Our Opinion: A quiet summer at Tanglewood
It didn't come as a surprise but Tanglewood's announcement Friday that it will cancel its summer season because of the COVID-19 pandemic was nonetheless a blow to the Berkshires, economically and psychologically.
Tanglewood is the anchor cultural venue among many that to a large degree define the Berkshires. Its absence this summer will have a huge adverse impact upon the hotels, motels, B&B's, restaurants and taverns already reeling from the cancellation of the summer season by Jacob's Pillow and a number of theater companies.
The administration of the Boston Symphony Orchestra had held out hope that the summer home of the BSO could have some kind of a season. But the BSO in its announcement said it had concluded that it could not find a way to guarantee the safety of patrons by meeting state and federal guidelines on social distancing. "We explored every possible scenario to try to save all or part of our concert schedule, but with the health of the greater Tanglewood community as our highest priority, performances with audiences are not possible," said BSO president and CEO Mark Volpe in a statement.
In cancelling the June 19-August 27 schedule, a variety of concerts by popular artists, including the annual July 4 concert by Berkshire resident James Taylor, have also been cancelled. The cancellation is an economic blow to the BSO, which had counted on about $12 million in ticket revenue this summer. This will be the first time since the war year of 1945 that music will not be heard on the iconic Tanglewood grounds.
Another blow came Friday with the announcement that the Berkshire International Film Festival is cancelling its 15th annual event. The long list of cancellations now extends beyond summer as BIFF organizers had first rescheduled their annual May event in September.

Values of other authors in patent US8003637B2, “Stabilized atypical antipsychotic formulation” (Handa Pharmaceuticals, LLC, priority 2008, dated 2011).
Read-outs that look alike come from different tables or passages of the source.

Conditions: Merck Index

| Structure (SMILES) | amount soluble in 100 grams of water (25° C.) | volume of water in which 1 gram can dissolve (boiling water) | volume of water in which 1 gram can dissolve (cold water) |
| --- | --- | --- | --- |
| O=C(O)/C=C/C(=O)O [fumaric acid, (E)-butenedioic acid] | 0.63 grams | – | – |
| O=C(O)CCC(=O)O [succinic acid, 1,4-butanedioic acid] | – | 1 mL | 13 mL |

In a press release, BIFF founder and artistic director Kelley Vickery said the Board of Directors had determined, with a heavy heart that, like Tanglewood and other Berkshire cultural venues, regulations against large crowds made it impossible to provide the social distancing needed to protect patrons. The BIFF is a Great Barrington institution that in recent years had expanded to Pittsfield, and its loss this year will be felt.
Both Tanglewood and BIFF will have a digital presence to maintain links with their audience. The BSO is creating the Tanglewood 2020 Online Festival, a digital series of audio and video streams featuring artists and performers who had been scheduled to appear this summer. Archival BSO performances not previously available on line will be offered and Mr. Taylor will host a "Best of Tanglewood on Parade." Some of the streams will be free, others will include a fee. They will be available on www.tanglewood.org
BIFF will continue its collaboration with the Triplex Cinema in Great Barrington in presenting new independent film releases on line. Festival organizers plan to present "Pop-Up Drive-In" movie screenings in the county later this summer. Details will be found on www.biffma.org
Patrons of both organizations, as well as other cultural groups in Berkshire County with an on-line presence, will undoubtedly welcome these digital offerings as they await with hope, along with everyone in the county, state and nation, for a return to normalcy in 2021.
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